Ali Reza – Subclass 309/100 Spouse Visa

“As such, I am profoundly grateful to the wonderful Australian people and the supportive community who have stood by me during the challenging times. Dreams do come true and I’m so grateful to have my family here, in Australia, with me.”

Ali’s Story – Citizenship & Subclass 309/100 Partner Visa

Tell us a little about yourself.

I am Ali, an Afghani citizen who arrived as a refugee and was granted permanent residency over ten years ago.  Sadly, I arrived without my family as I fled Afghanistan in fear for my life and seeking a better future for my wife, siblings and two young sons.

Little did I know it would take so long for me to be reunited with my family.  I kept the faith, as did my wife and she, along with my two sons (whom I hadn’t seen for ten years), my younger brother and my sister, all eventually flew into Melbourne in August 2022.

I arrived in Australia towards the end of 2012, scared, alone and uncertain whether I was ever going to see my family again.  I had very little English, and I enrolled into TAFE before heading to Newcastle from Sydney, where I attended Newcastle University where I completed a Bachelor of Construction Engineering.

Where are you now? How has it been calling Australia home?

I moved to Melbourne in 2019 due to work opportunities.  I work as a Project Engineer on Major Road Projects Victoria, in Melbourne.

I became an Australian citizen on 24 May 2022, something I’m very proud of, although I did begin to lose faith as it took a very long time (over 6 years) to be finalised and approved.

My family and I live in Melbourne in a home I bought after renovating and selling my first home.

How has life changed for you in Australia?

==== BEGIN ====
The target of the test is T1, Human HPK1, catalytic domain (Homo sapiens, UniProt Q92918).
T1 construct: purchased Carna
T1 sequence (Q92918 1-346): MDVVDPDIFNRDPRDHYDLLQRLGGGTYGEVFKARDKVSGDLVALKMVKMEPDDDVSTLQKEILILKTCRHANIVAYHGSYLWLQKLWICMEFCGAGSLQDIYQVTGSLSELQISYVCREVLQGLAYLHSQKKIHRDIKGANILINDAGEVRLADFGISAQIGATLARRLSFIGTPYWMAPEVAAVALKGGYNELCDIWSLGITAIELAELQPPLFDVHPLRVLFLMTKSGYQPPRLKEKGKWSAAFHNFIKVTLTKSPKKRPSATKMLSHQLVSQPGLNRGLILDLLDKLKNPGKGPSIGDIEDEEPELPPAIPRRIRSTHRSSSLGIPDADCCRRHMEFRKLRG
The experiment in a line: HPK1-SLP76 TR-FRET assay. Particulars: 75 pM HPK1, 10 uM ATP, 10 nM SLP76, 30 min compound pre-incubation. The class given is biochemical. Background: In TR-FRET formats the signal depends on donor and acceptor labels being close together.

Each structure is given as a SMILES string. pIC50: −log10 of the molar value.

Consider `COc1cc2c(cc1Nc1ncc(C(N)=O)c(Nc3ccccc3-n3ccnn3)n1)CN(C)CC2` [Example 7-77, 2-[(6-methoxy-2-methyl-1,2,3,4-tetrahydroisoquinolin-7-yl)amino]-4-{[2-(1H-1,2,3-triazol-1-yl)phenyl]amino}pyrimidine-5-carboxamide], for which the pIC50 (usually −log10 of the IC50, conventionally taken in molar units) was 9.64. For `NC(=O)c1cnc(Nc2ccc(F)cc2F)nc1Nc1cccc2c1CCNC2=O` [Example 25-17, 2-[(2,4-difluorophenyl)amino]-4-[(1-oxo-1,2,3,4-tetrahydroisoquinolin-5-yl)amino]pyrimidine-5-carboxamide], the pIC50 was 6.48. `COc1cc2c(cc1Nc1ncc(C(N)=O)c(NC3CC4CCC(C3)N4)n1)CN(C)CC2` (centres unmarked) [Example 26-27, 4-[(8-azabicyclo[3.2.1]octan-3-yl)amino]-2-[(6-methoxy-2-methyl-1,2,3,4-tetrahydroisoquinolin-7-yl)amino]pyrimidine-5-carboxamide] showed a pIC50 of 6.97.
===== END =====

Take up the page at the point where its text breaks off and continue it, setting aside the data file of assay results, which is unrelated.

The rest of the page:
Australia has given my family and me a future.  My sister can continue her education and play sports, which was taken away from her whilst living in Afghanistan.  It takes some time to settle into a foreign country, especially when you don’t speak the language.  However, my children and sister are
attending language school each day and are looking forward to moving into the mainstream education system at the local school.  My brother is learning a new trade as a Tiler, which he is really enjoying as he’s never had the opportunity to work before.

My wife and family are surprised by the abundance of food that is available in Australia, and we enjoy having beautiful home-cooked meals each day with fresh ingredients, something that wasn’t available to us previously.

As such, I am profoundly grateful to the wonderful Australian people and the supportive community who have stood by me during these challenging times. I want to extend my heartfelt gratitude, with a
special mention of Julie Williams. Julie’s tireless dedication and efforts that went above and beyond all expectations to help reunite me with my family in Australia are truly remarkable. Her kindness and determination have left an indelible mark on my heart. I will forever cherish this act of kindness and
generosity. My thoughts are with all of you, and I offer my prayers for your well-being and happiness.
May God bless you for your exceptional efforts and the love you’ve shown – you are indeed a remarkable soul.

What does Father’s Day mean to you?

Father’s Day is always important. I believe every single day is Father’s Day simply because I have my children with me whom I can hug and hold and never let go.  Father’s Day will be celebrated with a lunch with family and friends.

Dreams do come true, and I’m so grateful to have my family here in Australia with me.

Would you like to be the next recipient of a successful visa grant? Click here to start the process.

Before any immigration advice can be provided, we must hold an initial consultation which will attract a fee of $385.

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